The number of IVAs registered each year that have failed and resulted in the arrangement being terminated (by September 2013) has broadly followed the trend in overall registrations described above. It should be noted, however, that the final numbers for the most recent years are not yet known, as a large proportion of IVAs are still ongoing (see Note 8).

In percentage terms, the trend in IVAs which have failed is shown at Figure 2 below.

Figure 2. Percentage of Individual Voluntary Arrangements resulting in termination as at September 2013, by year of registration, England and Wales1


                                                                                                                  Percentage of registrations terminated


Source: Insolvency Service, September 2013
1
The lighter shaded bars, from 2005 onwards, represent years where the number of IVAs still ongoing exceeds 5% of registrations for that year. The percentage of terminations is expected to increase for the shaded period, particularly for the most recent years, as ongoing IVAs either terminate or complete going forward; therefore trends should be interpreted with caution

 

Between the years 1990 and 2002, inclusive, the percentage of IVAs registered each year that eventually resulted in termination remained fairly steady at around 30% (the lowest figure in this period being 28% for 2001 registrations and the highest 33% for 1995 registrations). The percentage of terminations has since followed a generally upward trend from 30% for 2002 to the level for 2007 registrations, which currently stands at 38%. As at September 2013, nearly one third (33%) of IVAs registered in 2007 were still ongoing (Table 1 below), so the percentage of terminations is likely to increase going forward.  It is not possible to make direct comparisons between termination rates for IVAs registered after 2008, and those registered before, as over half of IVAs are still ongoing for more recent registrations.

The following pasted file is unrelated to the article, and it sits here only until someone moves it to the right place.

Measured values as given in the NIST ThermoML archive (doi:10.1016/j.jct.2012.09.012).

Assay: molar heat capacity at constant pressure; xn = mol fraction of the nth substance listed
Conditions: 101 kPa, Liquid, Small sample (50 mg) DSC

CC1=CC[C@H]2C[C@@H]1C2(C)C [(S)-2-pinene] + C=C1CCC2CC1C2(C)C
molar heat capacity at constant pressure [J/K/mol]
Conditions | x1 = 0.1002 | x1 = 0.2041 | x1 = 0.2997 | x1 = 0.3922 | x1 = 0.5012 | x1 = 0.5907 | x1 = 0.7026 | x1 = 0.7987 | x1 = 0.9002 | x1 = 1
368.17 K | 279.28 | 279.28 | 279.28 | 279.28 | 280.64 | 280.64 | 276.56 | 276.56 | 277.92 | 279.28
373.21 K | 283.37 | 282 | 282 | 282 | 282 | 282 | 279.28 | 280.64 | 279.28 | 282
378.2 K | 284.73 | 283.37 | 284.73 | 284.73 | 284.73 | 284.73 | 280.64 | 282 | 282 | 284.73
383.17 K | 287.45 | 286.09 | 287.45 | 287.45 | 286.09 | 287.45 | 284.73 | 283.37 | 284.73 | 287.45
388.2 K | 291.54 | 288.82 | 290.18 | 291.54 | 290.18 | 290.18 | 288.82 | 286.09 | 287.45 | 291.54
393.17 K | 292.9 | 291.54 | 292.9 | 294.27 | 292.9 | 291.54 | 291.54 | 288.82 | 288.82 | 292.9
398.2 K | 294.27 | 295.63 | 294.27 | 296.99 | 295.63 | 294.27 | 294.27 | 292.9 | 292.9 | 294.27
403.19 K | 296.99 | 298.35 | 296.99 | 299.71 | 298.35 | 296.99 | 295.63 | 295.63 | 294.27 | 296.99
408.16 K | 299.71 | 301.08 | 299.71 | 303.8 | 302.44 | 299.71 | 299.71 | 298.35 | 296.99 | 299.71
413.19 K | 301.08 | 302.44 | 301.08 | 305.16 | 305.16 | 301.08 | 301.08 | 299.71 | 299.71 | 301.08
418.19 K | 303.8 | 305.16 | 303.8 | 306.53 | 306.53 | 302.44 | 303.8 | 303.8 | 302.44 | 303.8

Looking instead at, for instance, the percentage of IVAs that failed within a year of registration, comparisons can be made on a more consistent basis between registration years.

The overall percentage of IVAs registered between 2002 and 2006, which eventually resulted in termination, was 36%.  Around 6% of IVAs registered in these years were terminated within one year, 17% within two years. Almost half, therefore, of all eventual terminations took place within the first two years (though many IVAs for 2005 and 2006 are still ongoing).

 

Figure 3. Percentage of Individual Voluntary Arrangements resulting in termination as at September 2013, by year of registration and time elapsed between registration and termination, England and Wales1


Percentage of registrations terminated within time period


Source: Insolvency Service, September 2013
1 Data for 2009 and 2010 registrations are not available because of unreliable data (see Note 6).